Media

MEDIA CORE

Coordinator: Margaret M. Bradley, PhD

The Media core develops, catalogs, evaluates, and distributes various types of media (stimuli) that can be used as prompts to affective experience in Center-related projects, as well as in research laboratories throughout the world. The specific aims of the Media core are to: (1) accumulate, organize, and evaluate stimuli in various stimulus modalities, create media libraries, and serve as a coordinating center for distributing these materials, (2) acquire normative affective ratings for stimulus sets which can be used to select, balance, and control parameters of emotion in laboratory studies, 3) develop and implement storage systems for the stimulus sets, which can be used both for distributing and archiving the materials; (4) evaluate and select specific technologies for cost-effective, computer-controlled presentation of stimuli, including still images, sound, texts, and moving images; and (5) serve as a resource to the individual projects for problems that may arise in specific experimental applications involving the stimuli.

International Affective Picture System (IAPS)

The International Affective Picture System (IAPS) is being developed to provide a set of normative emotional stimuli for experimental investigations of emotion and attention. The goal is to develop a large set of standardized, emotionally-evocative, internationally-accessible, color photographs that includes contents across a wide range of semantic categories. The IAPS (pronounced eye-aps) is being developed and distributed by the Center for Emotion and Attention (CSEA) at the University of Florida.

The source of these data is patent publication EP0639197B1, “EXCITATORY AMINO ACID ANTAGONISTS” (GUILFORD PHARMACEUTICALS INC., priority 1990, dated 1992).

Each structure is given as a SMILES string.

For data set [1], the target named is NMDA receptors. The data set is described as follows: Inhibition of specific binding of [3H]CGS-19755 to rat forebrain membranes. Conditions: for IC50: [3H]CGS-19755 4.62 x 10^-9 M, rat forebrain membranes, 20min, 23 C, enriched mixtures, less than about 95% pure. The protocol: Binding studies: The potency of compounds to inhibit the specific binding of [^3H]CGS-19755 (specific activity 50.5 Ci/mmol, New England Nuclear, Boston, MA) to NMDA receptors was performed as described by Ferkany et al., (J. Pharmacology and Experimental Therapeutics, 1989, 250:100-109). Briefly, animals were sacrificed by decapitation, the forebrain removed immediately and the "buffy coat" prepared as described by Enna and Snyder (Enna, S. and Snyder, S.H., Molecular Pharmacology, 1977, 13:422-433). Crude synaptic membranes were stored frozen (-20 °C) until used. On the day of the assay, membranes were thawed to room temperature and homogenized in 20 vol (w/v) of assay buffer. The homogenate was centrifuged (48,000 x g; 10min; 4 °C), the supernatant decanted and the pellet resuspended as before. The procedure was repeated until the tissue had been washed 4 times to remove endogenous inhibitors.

To request the IAPS for non-profit academic research at a degree-granting institution, please read and complete the IAPS Request Form. Upon submission of this form, you will receive an email asking you to print, sign and email the IAPS Statement of Use.

*We do not accept requests directly from students. Students should ask their faculty advisor to complete this form, including the student's name in the appropriate space. The faculty advisor will then be the one to receive an email asking them to print, sign and email the IAPS Statement of Use.

Within 30 days of receiving your signed copy of the IAPS Statement of Use, you will receive a username and password, and the link to download the IAPS. This link should not be shared, distributed, or linked to from another website.

When citing the IAPS or the affective ratings for the pictures in the IAPS, the appropriate citation is:

Lang, P.J., Bradley, M.M., & Cuthbert, B.N. (2008). International affective picture system (IAPS): Affective ratings of pictures and instruction manual. Technical Report A-8. University of Florida, Gainesville, FL.

International Affective Digital Sounds (IADS)

The International Affective Digitized Sound system (IADS) provides a set of acoustic emotional stimuli for experimental investigations of emotion and attention. This set of standardized, emotionally-evocative, internationally accessible sound stimuli includes contents across a wide range of semantic categories. The IADS (pronounced "eye-ads") is being developed and distributed by the Center for Emotion and Attention (CSEA) at the University of Florida.


To request the IADS for non-profit academic research at a degree-granting institution, please read and complete the IADS Request Form. Upon submission of this form, you will receive an email asking you to print, sign and email the IADS Statement of Use.

*We do not accept requests directly from students. Students should ask their faculty advisor to complete this form, including the student's name in the appropriate space. The faculty advisor will then be the one to receive an email asking them to print, sign and email the IADS Statement of Use.

Within 30 days of receiving your signed copy of the IADS Statement of Use, you will receive a username and password, and the link to download the IADS. This link should not be shared, distributed, or linked to from another website.

The appropriate citation for the IADS is: